"My Garden," the most recent title in the series, centers on Ed’s struggle to deal with ending his preaching career.

Dobson talks about the films as if they are his swan song, his last words of encouragement to a group of supporters he has inspired for decades.

“My desire is that people who have had the air knocked out of them, whether divorce or losing a loved one or illness, that they will get a sense of hope by watching the films,” he said.

Surviving (with help)

The series’ first short film opens with Dobson explaining what it was like to be told he had ALS. After lying in bed, Dobson gets in the shower, brushes his teeth and starts the day. Even he would admit, however, it is not that easy.

Dobson has lost much of the function in his hands and is seen struggling to brush his teeth, his frail body using two hands on the small brush. Though he is able to do a lot, including drive, Dobson wouldn’t be able to make it on his own, a fact he is keenly aware of when about when describing his wife, Lorna.

“She is my right hand, my left hand, my left foot, my right foot, my heart and my brain,” Dobson said. “Without her, it would be impossible to go on.”

Standing in the kitchen in one video, Lorna helps puts Ed’s belt and gloves on. The two don’t speak on camera, but their love is obvious.

“Our love has grown each year of marriage,” Lorna said. “I didn’t want to just wither in the sorrow of how our life was changing. It took a while to get used to what our life was going to be like but I realized that I needed to be more available to him.”

Dobson says he is also more available to her.

“I am no longer a preacher,” said Dobson. “Today, I would say I am a Jesus follower. Period.”

Lorna said she continues to learn from her husband. Throughout their life together, she said she learned by being in church with him, by raising three kids together and by loving one another.

The last 11 years, however, their love has changed. Dobson's illness has taught her to focus on the important things, she said, primarily their kids and five grandkids.

After tending the garden for decades, Dobson is now being tended himself, largely by Lorna. “ALS forced me into a situation where I grew in understanding of what it means to obey Jesus,” Dobson said in the latest film.

“It took me quite a while to find an alternative purpose," he said. "But the good news is out there – there is a purpose for everyone.”

- Dan Merica

Filed under: Belief • Christianity • Death • United States

soundoff (3,195 Responses)
  1. ClayManBob

    Why is it that atheists work so hard to prove they are right and that creationists are wrong?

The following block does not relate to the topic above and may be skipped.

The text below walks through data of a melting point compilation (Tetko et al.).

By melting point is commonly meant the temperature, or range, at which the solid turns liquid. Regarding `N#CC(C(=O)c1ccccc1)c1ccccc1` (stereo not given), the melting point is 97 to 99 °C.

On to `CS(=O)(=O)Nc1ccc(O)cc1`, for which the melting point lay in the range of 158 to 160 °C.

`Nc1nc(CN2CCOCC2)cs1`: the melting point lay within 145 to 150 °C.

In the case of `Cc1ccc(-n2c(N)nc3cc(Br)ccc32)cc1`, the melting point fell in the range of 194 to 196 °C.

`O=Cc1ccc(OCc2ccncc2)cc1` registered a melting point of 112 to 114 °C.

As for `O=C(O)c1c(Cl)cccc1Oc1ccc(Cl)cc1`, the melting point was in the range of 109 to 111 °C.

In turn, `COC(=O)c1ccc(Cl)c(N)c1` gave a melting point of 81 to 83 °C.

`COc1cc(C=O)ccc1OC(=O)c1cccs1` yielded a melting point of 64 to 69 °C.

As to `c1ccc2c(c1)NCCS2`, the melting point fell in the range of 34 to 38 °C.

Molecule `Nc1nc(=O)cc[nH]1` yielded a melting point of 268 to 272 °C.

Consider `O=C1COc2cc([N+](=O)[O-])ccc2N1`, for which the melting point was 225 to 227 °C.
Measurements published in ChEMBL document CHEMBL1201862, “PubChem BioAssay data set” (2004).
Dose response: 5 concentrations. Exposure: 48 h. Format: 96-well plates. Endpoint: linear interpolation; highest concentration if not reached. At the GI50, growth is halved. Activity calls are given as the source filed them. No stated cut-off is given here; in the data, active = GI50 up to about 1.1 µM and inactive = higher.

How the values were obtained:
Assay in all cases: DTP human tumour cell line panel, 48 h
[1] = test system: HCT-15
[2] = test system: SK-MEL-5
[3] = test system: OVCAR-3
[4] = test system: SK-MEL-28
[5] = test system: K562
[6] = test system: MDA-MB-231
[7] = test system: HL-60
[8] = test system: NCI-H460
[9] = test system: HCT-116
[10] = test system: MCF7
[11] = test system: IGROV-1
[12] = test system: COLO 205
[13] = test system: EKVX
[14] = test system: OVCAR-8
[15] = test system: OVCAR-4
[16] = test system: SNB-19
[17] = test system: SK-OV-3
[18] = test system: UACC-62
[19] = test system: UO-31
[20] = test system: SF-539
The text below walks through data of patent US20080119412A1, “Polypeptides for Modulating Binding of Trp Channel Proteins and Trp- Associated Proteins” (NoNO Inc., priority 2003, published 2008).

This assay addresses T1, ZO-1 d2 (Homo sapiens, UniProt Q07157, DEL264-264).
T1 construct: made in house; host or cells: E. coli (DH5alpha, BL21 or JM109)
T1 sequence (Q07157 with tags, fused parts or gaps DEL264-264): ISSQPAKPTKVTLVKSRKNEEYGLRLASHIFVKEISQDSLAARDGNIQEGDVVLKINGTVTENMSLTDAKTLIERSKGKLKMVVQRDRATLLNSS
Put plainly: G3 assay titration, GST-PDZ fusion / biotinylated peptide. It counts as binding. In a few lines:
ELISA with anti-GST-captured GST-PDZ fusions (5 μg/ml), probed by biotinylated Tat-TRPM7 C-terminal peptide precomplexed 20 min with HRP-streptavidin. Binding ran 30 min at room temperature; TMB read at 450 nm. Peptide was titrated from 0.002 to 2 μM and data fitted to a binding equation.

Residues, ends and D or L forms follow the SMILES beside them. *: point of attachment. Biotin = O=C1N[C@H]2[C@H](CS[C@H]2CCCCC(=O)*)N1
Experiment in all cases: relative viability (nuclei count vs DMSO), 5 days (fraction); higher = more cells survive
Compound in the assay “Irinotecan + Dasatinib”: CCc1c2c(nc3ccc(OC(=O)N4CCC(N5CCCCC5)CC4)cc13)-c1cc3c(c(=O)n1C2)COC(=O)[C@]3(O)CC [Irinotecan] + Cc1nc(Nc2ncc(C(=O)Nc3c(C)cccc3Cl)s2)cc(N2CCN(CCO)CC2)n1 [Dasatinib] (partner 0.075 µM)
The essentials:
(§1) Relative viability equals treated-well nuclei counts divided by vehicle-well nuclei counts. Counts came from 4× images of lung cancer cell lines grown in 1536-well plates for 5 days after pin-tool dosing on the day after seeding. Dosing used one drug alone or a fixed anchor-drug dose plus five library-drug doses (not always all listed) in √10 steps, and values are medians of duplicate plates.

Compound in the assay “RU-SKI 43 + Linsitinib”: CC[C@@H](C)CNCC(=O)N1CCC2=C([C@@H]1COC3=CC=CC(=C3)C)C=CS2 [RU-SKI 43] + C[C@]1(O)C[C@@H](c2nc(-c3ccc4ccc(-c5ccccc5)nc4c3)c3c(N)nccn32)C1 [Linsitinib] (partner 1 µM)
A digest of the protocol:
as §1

Calling a creationist ignorant does nothing to advance anything, much less one's denial of the existence of God.

    If it doesn't matter to you whether God exists or not, please take your rantings elsewhere. To a creationist, it is about faith, and he or she does not care about a theory that can't be proven any more than the existence of God can be proven.

    News flash, anti-religion trolls, it's not your job to "educate" anyone.

    February 23, 2012 at 9:56 am |
    • jimtanker

      It’s about living in the real world. There is NO evidence that your god exists, which is why they call it faith. We tend to use logic and reason to live our life by and in that world things like what is real matters. Why we believe what we believe is the most important thing to a skeptic.

      February 23, 2012 at 9:59 am |
    • Oh Yeah

      It shouldn't matter what anyone else believes, but creationists tend to be the same people who vote against civil liberties that we atheists think ought to be a given in our enlightened society. So we criticize that decision-making by pointing out the illogic of the root beliefs it's based upon. Don't take it personally. If the people who believe that black cats are unlucky banded together like Christians have and started lobbying for all black cats to be euthanized as a measure to improve our nation's luck we'd be right in there criticizing them too.

      I wouldn't consider myself or many of the other atheists here trolls, but if people like us didn't make the effort to challenge the propaganda and outright misinformation being circulated as the "truth" by some believers, then who would? I sure don't see many moderate believers making the effort.

      February 23, 2012 at 10:23 am |
    • RagingLamb

      (Oh Yeah) – So you're here because you're worried about how believers will vote?

      February 23, 2012 at 12:23 pm |
    • RagingLamb

      Oh Yeah – So you're here because you're worried about how believers will vote?

      February 23, 2012 at 12:24 pm |
    • Oh Yeah

      Well, many are voting according to values that are outdated and based on an assumption that some powerful being might become upset should they not vote the way clerics direct them to. That's not all believers by a long shot, but some wouldn't dream to vote against what their preferred pastor would like. It really isn't any different than astrology lovers voting according to their star charts. Such thinking begs to be challenged, wouldn't you say?

      February 23, 2012 at 2:27 pm |